Abstract

We report room temperature demonstration of slow light propagation via coherent population oscillation (CPO) in a GaAs quantum well waveguide. Measurements of the group delay of an amplitude modulated signal resonant with the heavy-hole exciton transition reveal delays as long as 830 ps. The measured bandwidth, which approaches 100 MHz, is related to the lifetime of the photoexcited electron-hole (e-h) plasma as expected for a CPO process.

© 2005 Optical Society of America

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References

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  1. C. J. Chang-Hasnain, P. C. Ku, J. Kim, S. L. Chuang, “Variable Optical Buffer Using Slow Light in Semiconductor Nanostructures,” in Proceedings of the IEEE Conference on Special Issue on Nanoelectronics and Nanoscale Processing (2003), pp. 1884-1897.
  2. M. S. Bigelow, N. N. Lepeshkin, R. W. Boyd, “Observation of Ultraslow Light Propagation in a Ruby Crystal at Room Temperature,” Phys. Rev.Lett. 90, 113903 (2003).
    [CrossRef] [PubMed]
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    [CrossRef] [PubMed]
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    [CrossRef]
  6. S. Sarkar, P. Palinginis, P. C. Ku, C. J. Chang-Hasnain, N. H. Kwong, R. Binder, H. Wang, “Inducing electron spin coherence in GaAs quantum well waveguides: Spin coherence without spin precession,” Phys. Rev. B 72, 35343 (2005).
    [CrossRef]
  7. P. Palinginis, S. Crankshaw, F. Sedgwick, E. Kim, M. Moewe, C. J. Chang-Hasnain, H. Wang, S. L. Chuang, “Ultraslow light (< 200 m/s) propagation in a semiconductor nanostructure,” Appl. Phys. Lett. 87, 111702 (2005)
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  11. H. Wang, J. T. Remillard, M. D. Webb, D. G. Steel, J. Pamulapati, J. Oh, and P. K. Bhattacharya, “High-resolution laser spectroscopy of relaxation and the excitation lineshape of excitons in GaAs quantum well structures,” Surf. Sci. 228, 69 (1990).
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Appl. Phys. Lett. (1)

P. Palinginis, S. Crankshaw, F. Sedgwick, E. Kim, M. Moewe, C. J. Chang-Hasnain, H. Wang, S. L. Chuang, “Ultraslow light (< 200 m/s) propagation in a semiconductor nanostructure,” Appl. Phys. Lett. 87, 111702 (2005)
[CrossRef]

IEEE Conference on Special Issue on Nano (1)

C. J. Chang-Hasnain, P. C. Ku, J. Kim, S. L. Chuang, “Variable Optical Buffer Using Slow Light in Semiconductor Nanostructures,” in Proceedings of the IEEE Conference on Special Issue on Nanoelectronics and Nanoscale Processing (2003), pp. 1884-1897.

J. Cond. Matt. Phys. (1)

M. S. Bigelow, N. N. Lepeshkin, R.W. Boyd, “Ultra-slow and superluminal light propagation in solids at room temperature,” J. Cond. Matt. Phys. 16, 1321 (2004).
[CrossRef]

J. Opt. Soc. Am. B (1)

Nature (1)

L. V. Hau, S. E. Harris, Z. Dutton, C. H. Behroozi, “Light speed reduction to 17 m/s in an ultracold atomic gas,” Nature 397, 594-598 (1999).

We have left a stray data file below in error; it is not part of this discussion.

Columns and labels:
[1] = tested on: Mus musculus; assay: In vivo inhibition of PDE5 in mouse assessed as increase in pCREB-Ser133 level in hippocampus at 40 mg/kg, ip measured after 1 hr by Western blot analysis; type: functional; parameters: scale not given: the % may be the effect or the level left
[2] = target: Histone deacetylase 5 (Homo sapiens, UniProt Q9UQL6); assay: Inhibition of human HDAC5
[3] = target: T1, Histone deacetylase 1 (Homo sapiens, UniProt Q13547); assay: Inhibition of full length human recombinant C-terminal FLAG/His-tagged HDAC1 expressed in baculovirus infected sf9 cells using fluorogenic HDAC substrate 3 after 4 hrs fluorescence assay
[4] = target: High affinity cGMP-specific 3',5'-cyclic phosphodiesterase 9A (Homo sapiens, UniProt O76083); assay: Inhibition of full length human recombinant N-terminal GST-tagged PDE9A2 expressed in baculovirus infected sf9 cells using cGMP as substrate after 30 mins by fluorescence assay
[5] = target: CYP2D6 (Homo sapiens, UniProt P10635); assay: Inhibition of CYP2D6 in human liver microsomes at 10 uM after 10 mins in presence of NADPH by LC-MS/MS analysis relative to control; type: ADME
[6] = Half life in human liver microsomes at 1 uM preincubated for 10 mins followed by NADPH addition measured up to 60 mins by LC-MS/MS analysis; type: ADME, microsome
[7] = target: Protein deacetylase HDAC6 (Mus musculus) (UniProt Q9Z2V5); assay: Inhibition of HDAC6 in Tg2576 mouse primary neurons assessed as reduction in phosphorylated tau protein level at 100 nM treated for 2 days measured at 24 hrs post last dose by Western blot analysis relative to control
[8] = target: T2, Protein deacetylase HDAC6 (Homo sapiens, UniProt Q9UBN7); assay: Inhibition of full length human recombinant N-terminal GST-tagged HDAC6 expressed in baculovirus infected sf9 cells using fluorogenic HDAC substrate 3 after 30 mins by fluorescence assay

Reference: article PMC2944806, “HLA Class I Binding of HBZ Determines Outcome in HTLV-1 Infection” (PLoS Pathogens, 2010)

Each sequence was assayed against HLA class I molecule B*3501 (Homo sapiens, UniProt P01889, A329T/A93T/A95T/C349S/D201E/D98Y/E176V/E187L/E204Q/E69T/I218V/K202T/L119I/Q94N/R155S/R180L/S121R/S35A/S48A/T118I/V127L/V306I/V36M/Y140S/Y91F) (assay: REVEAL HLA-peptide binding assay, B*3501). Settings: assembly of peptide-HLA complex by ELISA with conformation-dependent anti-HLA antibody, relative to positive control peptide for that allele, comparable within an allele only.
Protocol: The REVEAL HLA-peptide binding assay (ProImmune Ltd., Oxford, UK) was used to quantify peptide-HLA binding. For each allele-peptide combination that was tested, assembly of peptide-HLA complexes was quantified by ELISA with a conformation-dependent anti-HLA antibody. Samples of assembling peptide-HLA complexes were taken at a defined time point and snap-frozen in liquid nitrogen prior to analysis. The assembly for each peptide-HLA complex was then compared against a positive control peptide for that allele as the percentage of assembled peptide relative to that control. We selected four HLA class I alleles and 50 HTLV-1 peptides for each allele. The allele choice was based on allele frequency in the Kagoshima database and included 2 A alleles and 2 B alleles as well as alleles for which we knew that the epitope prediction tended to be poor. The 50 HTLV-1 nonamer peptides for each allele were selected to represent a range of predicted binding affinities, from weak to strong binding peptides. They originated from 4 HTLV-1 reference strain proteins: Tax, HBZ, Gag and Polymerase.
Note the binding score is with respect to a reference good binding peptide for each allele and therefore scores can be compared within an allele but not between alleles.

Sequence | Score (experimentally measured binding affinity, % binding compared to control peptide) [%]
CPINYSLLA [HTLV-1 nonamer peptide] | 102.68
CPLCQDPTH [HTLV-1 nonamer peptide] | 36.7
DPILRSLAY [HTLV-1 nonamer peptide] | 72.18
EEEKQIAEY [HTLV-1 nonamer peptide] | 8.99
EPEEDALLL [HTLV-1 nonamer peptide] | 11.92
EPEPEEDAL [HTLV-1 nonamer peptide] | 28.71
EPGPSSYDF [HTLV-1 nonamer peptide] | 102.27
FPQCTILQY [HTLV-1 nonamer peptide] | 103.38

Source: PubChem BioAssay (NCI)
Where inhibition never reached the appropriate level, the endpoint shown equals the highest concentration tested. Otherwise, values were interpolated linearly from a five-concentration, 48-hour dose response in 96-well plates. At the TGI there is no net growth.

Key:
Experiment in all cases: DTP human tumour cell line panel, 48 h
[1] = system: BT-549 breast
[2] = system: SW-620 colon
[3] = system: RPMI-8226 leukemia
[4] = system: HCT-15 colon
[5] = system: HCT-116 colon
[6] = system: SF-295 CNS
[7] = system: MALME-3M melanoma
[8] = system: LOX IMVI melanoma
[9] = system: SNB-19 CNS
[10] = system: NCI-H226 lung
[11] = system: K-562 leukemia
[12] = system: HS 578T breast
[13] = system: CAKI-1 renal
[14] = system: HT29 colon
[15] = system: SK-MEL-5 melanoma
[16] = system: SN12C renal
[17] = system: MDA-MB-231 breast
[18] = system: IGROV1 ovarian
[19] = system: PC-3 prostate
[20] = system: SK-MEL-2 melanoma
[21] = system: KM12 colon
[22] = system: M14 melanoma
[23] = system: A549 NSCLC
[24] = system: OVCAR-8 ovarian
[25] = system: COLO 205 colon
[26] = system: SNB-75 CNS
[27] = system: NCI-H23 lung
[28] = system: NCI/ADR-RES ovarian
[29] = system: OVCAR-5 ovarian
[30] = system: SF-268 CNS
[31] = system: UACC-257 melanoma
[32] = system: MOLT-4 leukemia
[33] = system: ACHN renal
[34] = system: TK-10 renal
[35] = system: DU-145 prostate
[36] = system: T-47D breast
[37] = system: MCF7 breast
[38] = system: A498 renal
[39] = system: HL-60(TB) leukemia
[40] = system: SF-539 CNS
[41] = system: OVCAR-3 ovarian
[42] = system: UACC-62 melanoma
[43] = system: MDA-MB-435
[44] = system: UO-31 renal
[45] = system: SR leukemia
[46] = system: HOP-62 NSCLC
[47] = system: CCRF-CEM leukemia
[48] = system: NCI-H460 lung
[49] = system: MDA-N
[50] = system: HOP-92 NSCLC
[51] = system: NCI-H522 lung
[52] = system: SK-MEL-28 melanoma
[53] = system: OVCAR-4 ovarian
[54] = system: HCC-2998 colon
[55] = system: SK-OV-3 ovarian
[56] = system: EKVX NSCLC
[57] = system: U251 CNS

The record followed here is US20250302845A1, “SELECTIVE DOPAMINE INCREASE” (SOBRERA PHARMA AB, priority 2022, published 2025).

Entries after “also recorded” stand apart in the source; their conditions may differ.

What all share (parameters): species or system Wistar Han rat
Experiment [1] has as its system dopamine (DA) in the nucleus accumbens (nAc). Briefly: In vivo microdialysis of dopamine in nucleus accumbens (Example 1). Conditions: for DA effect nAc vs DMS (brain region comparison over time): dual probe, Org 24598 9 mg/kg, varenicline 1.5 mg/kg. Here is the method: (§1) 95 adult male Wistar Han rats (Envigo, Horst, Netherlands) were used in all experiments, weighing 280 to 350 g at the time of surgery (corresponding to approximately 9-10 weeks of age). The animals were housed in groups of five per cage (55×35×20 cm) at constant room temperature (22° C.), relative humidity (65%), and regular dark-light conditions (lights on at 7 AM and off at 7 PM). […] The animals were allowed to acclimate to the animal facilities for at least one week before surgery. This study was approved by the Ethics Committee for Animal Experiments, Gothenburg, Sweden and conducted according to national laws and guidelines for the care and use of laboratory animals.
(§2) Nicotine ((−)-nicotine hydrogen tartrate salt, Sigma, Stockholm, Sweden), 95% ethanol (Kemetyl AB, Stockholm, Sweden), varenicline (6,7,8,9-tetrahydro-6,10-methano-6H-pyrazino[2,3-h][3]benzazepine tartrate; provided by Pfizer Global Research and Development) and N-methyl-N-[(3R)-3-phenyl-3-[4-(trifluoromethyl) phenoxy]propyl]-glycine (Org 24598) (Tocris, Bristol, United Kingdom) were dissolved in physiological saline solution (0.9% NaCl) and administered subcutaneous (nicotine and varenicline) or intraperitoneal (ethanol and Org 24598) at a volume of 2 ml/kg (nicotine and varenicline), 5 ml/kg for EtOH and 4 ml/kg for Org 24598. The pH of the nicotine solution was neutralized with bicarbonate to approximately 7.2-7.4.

[CrossRef]

Opt. Express (1)

Opt. Lett. (1)

Phys. Rep. (1)

M. Sargent III, “Spectroscopic techniques based on Lamb’s laser theory,” Phys. Rep. 43, 223 (1978).
[CrossRef]

Phys. Rev. B (2)

P. Palinginis, H. Wang, “Coherent Raman resonance from electron spin coherence in GaAs quantum wells,” Phys. Rev. B 70, 153007 (2004).
[CrossRef]

S. Sarkar, P. Palinginis, P. C. Ku, C. J. Chang-Hasnain, N. H. Kwong, R. Binder, H. Wang, “Inducing electron spin coherence in GaAs quantum well waveguides: Spin coherence without spin precession,” Phys. Rev. B 72, 35343 (2005).
[CrossRef]

Phys. Rev. Lett. (1)

Y. Ohno, R. Terauchi, T. Adachi, F. Matsukura, H. Ohno, “Spin relaxation in (110) GaAs quantum wells,” Phys. Rev. Lett. 83, 4196 (1999).
[CrossRef]

Phys. Rev.Lett. (1)

M. S. Bigelow, N. N. Lepeshkin, R. W. Boyd, “Observation of Ultraslow Light Propagation in a Ruby Crystal at Room Temperature,” Phys. Rev.Lett. 90, 113903 (2003).
[CrossRef] [PubMed]

Surf. Sci. (1)

H. Wang, J. T. Remillard, M. D. Webb, D. G. Steel, J. Pamulapati, J. Oh, and P. K. Bhattacharya, “High-resolution laser spectroscopy of relaxation and the excitation lineshape of excitons in GaAs quantum well structures,” Surf. Sci. 228, 69 (1990).
[CrossRef]

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Figures (3)

Fig. 1.
Fig. 1.

Top. transmission spectrum from the L = 440 μm long QW WG sample. The spectrum was recorded with the AM switched off. The inset shows a schematic of the setup. HH and LH exciton absorption resonances are clearly resolved in the absorption spectrum shown in the bottom graph. Arrows indicate the spectral position for the on- and off-resonant conditions used in the measurements of group delay induced via CPO at the HH-exciton transition.

Fig. 2.
Fig. 2.

(a) Generic example of two modulation traces recorded on- and off- resonance (f = 100 MHz and P = 75 mW). The trace obtained on-resonance with the HH-excition transition is delayed. (b) Delay as a function of modulation frequency for P = 25, 50, 75 mW input power. Solid lines are Lorentzian fits. The inset shows the power dependence of the FWHM as obtained from the numerical fits.

Fig. 3.
Fig. 3.

Power dependence of the fractional delay for various modulation frequencies demonstrating optical control over the group delay.

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